By: Paul Sutherland, CFP®
I just read an article about how the younger generations, those just graduating from college and starting careers, are buying stocks, often with borrowed money or naïve understanding of what they are buying. They buy based on a Facebook friend’s Like post rather than on any meaningful research. Impatiently, they take risks to hopefully get ahead. They see little downside since they are already in debt, feel they have few job opportunities and, I will add, often are sleeping at Mom and Dad’s home anyway. So what’s to lose?
Well, I would argue quite a lot. Let’s take the example of a typical 23-year-old, fresh out of college and living at home. If she could simply find a way to smartly invest $70/week (say by working 20 hours a week at $7/hour and putting half of this in an investment account), save at this same dollar amount until age 65, and let her returns compound at an average 6%, she would have a cool $692,000. At a 10% compound annual return, she could have an astounding $2.3 million! So like I tell my 23-year-old daughter Akasha and 19-year-old son Keeston, smart, patient, slow and steady wins the (investing) race. The long-term lucky save and invest.
Where’s the Savings?
America, for the most part, has had a hard time distilling this message. In fact, as shown in this figure below from the National Institute on Retirement Security, we seem to be a country that treats saving and investing like it is some kind of plague! While Americans may have other assets to pull from in retirement beyond retirement accounts, the reality is that many are simply woefully underprepared to fund even a bare minimum retirement lifestyle.
Imagine if 42 years ago, every 23-year-old American got in the habit of saving just a fraction of their earnings and stuck with it throughout their lives. Wouldn’t we be in much different shape as a country now, and not looking to Washington to fix the economy and provide for all of our long-term health care and retirement income needs? I suppose that if every American living 504 months ago saved 5% to 10% of their income each year and invested it wisely, we would have so many millionaires that no one would be chatting about the 1% and such. Hopefully readers are not thinking I am making a moral, political or statement of judgment here. I am simply setting the stage to chat about discipline and patience.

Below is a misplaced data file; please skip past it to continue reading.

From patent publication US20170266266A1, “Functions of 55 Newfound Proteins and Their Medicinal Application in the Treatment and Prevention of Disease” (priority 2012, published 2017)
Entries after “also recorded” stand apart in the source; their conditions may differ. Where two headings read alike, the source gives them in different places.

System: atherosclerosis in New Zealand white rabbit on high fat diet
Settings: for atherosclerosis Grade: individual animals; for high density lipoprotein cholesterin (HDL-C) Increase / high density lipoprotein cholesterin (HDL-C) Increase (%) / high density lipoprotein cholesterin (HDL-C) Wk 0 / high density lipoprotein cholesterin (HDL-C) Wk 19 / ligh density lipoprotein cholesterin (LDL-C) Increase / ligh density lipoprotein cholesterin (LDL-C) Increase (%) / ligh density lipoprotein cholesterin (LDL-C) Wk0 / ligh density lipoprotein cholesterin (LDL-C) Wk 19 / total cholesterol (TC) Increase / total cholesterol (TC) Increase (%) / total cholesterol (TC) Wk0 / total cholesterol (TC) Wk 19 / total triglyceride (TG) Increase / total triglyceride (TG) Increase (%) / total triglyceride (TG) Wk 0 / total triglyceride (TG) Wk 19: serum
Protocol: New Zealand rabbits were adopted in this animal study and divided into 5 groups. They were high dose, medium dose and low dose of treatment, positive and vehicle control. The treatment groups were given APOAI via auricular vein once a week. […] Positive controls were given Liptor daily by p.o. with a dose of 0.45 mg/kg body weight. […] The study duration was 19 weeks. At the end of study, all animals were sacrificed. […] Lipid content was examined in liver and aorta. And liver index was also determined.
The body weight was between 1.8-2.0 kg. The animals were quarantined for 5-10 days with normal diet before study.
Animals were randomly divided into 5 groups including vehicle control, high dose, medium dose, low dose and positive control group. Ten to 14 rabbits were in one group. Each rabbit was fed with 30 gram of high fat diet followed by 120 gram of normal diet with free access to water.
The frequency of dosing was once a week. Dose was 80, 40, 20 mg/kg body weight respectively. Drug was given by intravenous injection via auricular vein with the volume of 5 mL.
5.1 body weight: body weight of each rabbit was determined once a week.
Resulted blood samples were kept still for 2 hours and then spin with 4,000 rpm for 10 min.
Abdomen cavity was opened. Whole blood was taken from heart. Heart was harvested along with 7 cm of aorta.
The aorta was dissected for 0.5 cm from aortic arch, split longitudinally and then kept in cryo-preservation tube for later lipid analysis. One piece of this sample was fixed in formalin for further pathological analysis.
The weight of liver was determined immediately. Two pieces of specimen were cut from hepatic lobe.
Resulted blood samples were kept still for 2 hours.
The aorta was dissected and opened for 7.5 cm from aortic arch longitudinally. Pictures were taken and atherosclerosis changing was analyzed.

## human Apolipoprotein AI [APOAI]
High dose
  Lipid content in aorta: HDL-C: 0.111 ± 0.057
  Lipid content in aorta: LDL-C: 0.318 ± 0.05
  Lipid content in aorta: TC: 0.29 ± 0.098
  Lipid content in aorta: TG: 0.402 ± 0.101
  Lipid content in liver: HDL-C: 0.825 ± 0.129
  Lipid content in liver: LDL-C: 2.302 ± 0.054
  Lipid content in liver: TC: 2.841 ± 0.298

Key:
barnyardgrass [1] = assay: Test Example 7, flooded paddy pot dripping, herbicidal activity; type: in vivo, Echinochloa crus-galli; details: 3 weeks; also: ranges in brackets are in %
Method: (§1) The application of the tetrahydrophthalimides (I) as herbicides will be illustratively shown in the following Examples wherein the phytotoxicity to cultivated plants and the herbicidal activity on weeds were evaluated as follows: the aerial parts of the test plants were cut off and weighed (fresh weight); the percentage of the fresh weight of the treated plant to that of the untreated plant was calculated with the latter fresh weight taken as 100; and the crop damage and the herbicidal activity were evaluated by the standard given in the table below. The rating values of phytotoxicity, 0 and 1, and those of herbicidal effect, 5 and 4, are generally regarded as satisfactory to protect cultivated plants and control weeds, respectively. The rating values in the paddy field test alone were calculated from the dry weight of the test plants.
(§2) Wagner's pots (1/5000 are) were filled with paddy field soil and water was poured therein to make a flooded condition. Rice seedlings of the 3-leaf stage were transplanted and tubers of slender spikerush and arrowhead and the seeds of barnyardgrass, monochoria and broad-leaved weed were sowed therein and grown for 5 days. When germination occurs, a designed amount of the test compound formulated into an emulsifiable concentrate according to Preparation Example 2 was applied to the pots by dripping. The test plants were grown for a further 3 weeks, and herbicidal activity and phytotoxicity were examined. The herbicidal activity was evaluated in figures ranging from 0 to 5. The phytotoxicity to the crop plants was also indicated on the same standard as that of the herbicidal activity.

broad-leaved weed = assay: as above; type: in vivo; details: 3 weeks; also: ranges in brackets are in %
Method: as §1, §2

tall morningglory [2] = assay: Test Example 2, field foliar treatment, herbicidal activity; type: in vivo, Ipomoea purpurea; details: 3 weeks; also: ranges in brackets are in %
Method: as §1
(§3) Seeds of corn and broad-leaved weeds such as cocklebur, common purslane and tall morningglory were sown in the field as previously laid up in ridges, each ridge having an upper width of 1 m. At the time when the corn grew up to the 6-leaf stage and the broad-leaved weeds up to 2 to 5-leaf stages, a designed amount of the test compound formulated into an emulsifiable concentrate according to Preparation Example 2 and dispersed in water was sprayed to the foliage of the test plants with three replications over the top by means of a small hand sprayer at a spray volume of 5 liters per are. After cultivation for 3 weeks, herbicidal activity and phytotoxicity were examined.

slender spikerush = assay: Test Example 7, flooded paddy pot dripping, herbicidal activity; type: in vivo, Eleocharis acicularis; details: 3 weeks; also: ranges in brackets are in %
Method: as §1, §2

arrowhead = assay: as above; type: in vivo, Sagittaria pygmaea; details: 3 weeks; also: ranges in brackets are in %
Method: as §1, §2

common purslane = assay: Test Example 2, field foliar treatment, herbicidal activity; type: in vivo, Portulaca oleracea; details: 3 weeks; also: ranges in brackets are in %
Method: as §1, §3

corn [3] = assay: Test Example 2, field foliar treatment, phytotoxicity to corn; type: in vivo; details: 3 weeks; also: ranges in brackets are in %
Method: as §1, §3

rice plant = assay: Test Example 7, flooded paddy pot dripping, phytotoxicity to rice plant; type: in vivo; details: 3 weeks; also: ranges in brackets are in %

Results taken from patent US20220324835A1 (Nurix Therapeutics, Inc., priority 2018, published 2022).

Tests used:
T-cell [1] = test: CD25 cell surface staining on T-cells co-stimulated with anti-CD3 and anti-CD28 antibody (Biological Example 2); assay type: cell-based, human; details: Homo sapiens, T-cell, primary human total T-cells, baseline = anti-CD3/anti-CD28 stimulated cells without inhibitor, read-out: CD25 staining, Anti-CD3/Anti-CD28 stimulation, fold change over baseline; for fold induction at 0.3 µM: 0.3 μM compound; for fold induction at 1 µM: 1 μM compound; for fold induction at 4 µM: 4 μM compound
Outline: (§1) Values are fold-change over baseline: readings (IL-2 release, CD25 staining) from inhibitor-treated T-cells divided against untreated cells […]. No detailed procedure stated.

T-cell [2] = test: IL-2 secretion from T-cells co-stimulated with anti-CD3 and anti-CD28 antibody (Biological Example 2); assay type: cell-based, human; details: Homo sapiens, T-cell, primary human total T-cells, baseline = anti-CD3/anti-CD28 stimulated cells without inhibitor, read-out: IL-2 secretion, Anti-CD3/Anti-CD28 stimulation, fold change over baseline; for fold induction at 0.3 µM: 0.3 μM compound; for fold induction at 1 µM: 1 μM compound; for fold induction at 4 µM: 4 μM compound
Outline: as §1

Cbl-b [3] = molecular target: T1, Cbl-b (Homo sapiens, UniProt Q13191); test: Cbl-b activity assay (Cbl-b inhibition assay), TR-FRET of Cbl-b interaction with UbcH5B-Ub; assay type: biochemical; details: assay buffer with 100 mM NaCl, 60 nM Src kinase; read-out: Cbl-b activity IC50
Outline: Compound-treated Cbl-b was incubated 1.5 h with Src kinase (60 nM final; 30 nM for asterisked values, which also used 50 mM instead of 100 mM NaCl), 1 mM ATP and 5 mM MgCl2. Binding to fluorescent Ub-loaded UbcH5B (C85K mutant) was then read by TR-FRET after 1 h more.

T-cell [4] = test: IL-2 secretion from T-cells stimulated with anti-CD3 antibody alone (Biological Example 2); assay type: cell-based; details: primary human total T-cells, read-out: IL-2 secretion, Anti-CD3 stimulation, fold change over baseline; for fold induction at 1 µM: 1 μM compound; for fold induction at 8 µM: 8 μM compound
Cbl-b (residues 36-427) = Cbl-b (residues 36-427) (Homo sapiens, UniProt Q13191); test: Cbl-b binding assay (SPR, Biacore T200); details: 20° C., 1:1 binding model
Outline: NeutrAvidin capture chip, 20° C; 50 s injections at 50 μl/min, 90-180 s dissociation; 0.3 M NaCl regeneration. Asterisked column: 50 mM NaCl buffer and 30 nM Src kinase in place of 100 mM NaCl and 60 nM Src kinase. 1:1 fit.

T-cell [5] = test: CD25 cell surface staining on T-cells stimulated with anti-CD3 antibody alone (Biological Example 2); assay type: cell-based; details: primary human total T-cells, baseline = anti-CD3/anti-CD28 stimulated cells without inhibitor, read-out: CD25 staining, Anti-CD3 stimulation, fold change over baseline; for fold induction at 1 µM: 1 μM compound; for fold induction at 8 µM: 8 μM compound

What Single Page Should You Read?
Ed Dowd, who will join our team in September, sent me an interesting article titled “What Single Page of an Investment Book Should You Read?” When I am asked the same question, the standard answer I usually give is the Table of Contents of The Book of Investing Wisdom (below). This is a very thick collection of 46 essays by some of the world’s greatest investors. Now I realize that in this day of ubiquitous ADHD and where plodding through Facebook posts serves as a robust intellectual workout, a book with 46 essays is probably a tough sell. However, as I like to quote to my kids, “tired don’t mean lazy” (Maya Angelou) and “laziness comes in many forms, all of which result in procrastination” (His Holiness the Dalai Lama).
There are many lessons in The Book of Investing Wisdom that I’ve worked into our investment philosophies and processes here at FIM Group. Among these lessons, perhaps the most important and relevant to any saver/investor is the lesson that price matters. This is not groundbreaking stuff, yet it is probably the number-one screw-up that most investors make. What seems so easy in theory, “buy low, sell high ... buy cheap, sell dear ... buy fear, sell greed ...” remains a real trouble spot in practice.